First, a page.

“What happened to get it all goofed up?”

“That’s a long story,” Crystal sighed. “Dad and I have been working on it off and on all winter, and I don’t think we’ve got all the kinks out of it yet, but we’re getting pretty close to having to go with what we have whether we like it or not. You know this is the last year we’re going to be running the eighteen-day trips, right?”

“I’d heard something about that. I guess that means they finally got the new management plan passed.”

“Yeah, that’s at the core of it. Next year we’re mostly only going to be running fourteen-day trips. There will be a few sixteen-day trips, but those are sort of experimental. You remember how we had to skip taking out at Diamond Creek that trip last summer?”

“I couldn’t forget it. That was a pain in the neck.”

“Well, next year, 2005, that is, we’re going to experiment with doing it on four trips. It’s too late to get it on the schedule for this year and the schedule won’t allow it, but there’ll be room for it next year.”

“You mean, have GCR pick up the trips and tow them in?”

“Well, for the rafts and crews, anyway. When GCR runs their eight-day motor rig trips, they’re met by a fast ferry right below Separation Canyon and they carry the customers in to South Cove. It’s going to be a little tricky to get the timing right, but Dad, Marty, and I have been working on it. If it works and there’s enough call for it, we may do more like that in future years. It’s not a lot cheaper than taking out at Diamond Creek, but at least we don’t have to worry about flash floods.”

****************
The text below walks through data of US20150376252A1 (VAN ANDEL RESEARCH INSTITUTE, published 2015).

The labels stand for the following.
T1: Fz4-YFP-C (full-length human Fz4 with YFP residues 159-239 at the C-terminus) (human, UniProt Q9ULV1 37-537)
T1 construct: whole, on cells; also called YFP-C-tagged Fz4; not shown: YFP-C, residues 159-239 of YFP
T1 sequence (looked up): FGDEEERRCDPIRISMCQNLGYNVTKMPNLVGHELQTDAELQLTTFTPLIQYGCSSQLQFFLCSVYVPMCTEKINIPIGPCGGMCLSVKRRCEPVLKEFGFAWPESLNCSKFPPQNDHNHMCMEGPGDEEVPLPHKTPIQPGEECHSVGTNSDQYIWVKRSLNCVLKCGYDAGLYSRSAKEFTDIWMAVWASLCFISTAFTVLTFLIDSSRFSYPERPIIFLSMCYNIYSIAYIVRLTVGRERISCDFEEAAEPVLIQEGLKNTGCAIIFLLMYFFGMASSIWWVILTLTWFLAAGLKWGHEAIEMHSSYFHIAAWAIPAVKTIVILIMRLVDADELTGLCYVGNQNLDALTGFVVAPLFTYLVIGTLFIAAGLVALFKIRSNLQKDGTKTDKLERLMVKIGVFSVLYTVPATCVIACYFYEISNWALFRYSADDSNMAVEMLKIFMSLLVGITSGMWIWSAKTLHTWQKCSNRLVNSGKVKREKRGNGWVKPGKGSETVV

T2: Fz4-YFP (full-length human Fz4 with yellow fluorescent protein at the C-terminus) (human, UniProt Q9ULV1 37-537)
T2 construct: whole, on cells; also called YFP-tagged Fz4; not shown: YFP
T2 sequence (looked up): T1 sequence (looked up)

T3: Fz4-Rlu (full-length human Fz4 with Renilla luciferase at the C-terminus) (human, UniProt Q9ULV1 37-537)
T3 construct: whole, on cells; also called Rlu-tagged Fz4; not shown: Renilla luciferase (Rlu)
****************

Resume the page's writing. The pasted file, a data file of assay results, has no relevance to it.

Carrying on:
“That’ll be a little different,” Nanci nodded. “But everything else is going to be fourteen-day trips, right? I thought the new limit was sixteen days.”

“It is, but cutting the trip lengths was something Dad traded away to the Park Service for moving more of our launch dates into the warmer months,” Crystal explained. “It’s all been in the works for a while and won’t get started until next year, anyway. We’ll be starting a little later and ending a little earlier, and I don’t know if it’s a fair trade or what, but it’s how things are going to have to be. So that means that this summer is going to be transitional between the old trips and the new trips, and that’s why this summer is going to be a mess.”

“What do you mean by transitional?”

“We’ve been running those six fourteen-day trips since we got them from GCR, right? This year, we’re going to run ten of them. But to get everyone used to the idea of the shorter trips, we’re going to have every crew running at least a couple of them, rather than dumping most of the load on the Gold Team like we’ve done the past couple of years. The short trips will launch on Saturday and take out on Friday two weeks later, while the other twenty-six trips will launch on Monday and take out two and a half weeks later like we’ve always done.”

“I can see how that could make things complicated, all right,” Nanci nodded.